Exercise & Sleep:
Exercise can help you get a good night sleep, the results of the National Sleep Foundation`s 2013 Sleep in America poll have suggested.
Vigorous, moderate and light exercisers are significantly more likely to say “I had a good night`s sleep” every night or almost every night on work nights than non-exercisers. Also, more than three-fourths of exercisers say their sleep quality was very good or fairly good in the past two weeks, compared to slightly more than one-half of non-exercisers.
“If you are inactive, adding a 10 minute walk every day could improve your likelihood of a good night`s sleep,” say experts.
Vigorous exercisers are almost twice as likely as non-exercisers to report “I had a good night`s sleep” every night or almost every night during the week. They also are the least likely to report sleep problem, the survey revealed.
More than two-thirds of vigorous exercisers say they rarely or never (in the past 2 weeks) had symptoms commonly associated with insomnia, including waking up too early and not being able to get back to sleep and difficulty falling asleep. In contrast, one-half of non-exercisers say they woke up during the night and nearly one-fourth had difficulty falling asleep every night or almost every night.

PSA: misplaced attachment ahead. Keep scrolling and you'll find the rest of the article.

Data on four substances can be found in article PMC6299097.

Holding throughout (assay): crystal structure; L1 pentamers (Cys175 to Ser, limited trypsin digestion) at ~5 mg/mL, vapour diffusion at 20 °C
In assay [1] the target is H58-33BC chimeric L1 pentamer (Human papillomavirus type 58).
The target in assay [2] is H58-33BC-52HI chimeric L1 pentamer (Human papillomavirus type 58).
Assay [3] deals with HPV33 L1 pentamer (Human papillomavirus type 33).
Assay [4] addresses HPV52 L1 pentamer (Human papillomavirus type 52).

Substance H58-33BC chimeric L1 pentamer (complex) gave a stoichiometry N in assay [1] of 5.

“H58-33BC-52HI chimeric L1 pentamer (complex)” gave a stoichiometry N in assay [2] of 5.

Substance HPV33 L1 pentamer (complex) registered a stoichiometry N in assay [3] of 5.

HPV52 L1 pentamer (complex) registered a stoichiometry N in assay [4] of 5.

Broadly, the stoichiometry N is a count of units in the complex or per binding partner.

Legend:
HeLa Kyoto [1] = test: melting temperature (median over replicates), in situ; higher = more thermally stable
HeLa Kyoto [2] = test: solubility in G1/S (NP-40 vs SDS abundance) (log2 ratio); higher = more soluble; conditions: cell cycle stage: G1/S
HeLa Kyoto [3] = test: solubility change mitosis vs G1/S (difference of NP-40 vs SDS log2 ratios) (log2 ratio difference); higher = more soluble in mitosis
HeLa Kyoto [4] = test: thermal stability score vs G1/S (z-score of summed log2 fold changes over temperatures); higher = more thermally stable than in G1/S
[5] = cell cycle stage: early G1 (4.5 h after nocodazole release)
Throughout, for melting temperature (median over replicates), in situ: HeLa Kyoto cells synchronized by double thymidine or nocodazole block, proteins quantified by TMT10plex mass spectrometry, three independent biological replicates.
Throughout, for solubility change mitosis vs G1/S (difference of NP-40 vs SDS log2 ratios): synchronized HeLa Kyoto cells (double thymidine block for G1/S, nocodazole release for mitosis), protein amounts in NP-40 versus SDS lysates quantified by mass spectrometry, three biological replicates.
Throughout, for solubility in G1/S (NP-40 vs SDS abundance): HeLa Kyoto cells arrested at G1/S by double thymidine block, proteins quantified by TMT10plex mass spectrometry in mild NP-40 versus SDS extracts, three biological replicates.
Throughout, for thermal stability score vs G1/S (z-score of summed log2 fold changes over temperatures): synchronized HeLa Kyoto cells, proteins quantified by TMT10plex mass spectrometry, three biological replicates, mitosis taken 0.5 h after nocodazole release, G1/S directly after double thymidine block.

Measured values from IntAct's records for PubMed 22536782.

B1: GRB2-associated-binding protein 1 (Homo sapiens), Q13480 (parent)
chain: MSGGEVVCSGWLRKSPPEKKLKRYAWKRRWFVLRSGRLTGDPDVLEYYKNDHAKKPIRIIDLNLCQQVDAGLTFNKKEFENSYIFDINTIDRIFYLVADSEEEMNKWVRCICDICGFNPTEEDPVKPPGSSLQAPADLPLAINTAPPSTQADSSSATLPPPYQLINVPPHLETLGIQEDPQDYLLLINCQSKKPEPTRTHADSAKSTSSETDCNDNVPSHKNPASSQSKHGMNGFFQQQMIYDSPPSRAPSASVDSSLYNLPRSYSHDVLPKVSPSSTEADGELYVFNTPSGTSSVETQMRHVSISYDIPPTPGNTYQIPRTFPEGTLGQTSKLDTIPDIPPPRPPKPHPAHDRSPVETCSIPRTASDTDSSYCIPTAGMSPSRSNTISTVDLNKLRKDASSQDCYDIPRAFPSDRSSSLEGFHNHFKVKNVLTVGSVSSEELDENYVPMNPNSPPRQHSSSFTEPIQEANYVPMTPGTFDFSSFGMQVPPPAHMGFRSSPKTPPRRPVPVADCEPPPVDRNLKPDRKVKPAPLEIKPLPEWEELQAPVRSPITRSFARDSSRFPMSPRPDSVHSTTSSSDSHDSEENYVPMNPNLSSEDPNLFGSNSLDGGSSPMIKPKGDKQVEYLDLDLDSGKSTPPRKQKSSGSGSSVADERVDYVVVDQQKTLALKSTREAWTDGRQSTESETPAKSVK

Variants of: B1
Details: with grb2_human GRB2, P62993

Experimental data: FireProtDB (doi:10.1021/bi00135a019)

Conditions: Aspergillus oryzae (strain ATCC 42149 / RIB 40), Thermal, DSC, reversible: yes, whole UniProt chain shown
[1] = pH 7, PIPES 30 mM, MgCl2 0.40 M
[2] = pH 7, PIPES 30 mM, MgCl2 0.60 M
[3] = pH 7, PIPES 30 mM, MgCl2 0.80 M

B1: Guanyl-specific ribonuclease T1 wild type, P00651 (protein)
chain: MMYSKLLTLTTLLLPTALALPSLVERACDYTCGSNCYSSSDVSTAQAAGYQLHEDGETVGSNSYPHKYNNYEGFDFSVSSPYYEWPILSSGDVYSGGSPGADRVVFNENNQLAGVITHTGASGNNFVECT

“Poor sleep might lead to negative health partly because it makes people less inclined to exercise,” say experts.
“The poll data suggest that the risk of sleep apnea in exercisers is half that of non-exercisers,” said Christopher Kline, PhD, poll task force member.
Separate from exercise, spending less time sitting may improve sleep quality and health, the poll suggested.
The survey found that those who sit for less than eight hours per day sitting are significantly more likely to say they have “very good” sleep quality than those who sit for eight hours or more.
The survey also found those who report exercising close to bedtime and earlier in the day do not demonstrate a difference in self-reported sleep quality. In fact, for most people exercise at any time seems to be better for sleep than no exercise at all.
This finding contradicts long-standing “sleep hygiene” tips that advise everyone not to exercise close to bedtime.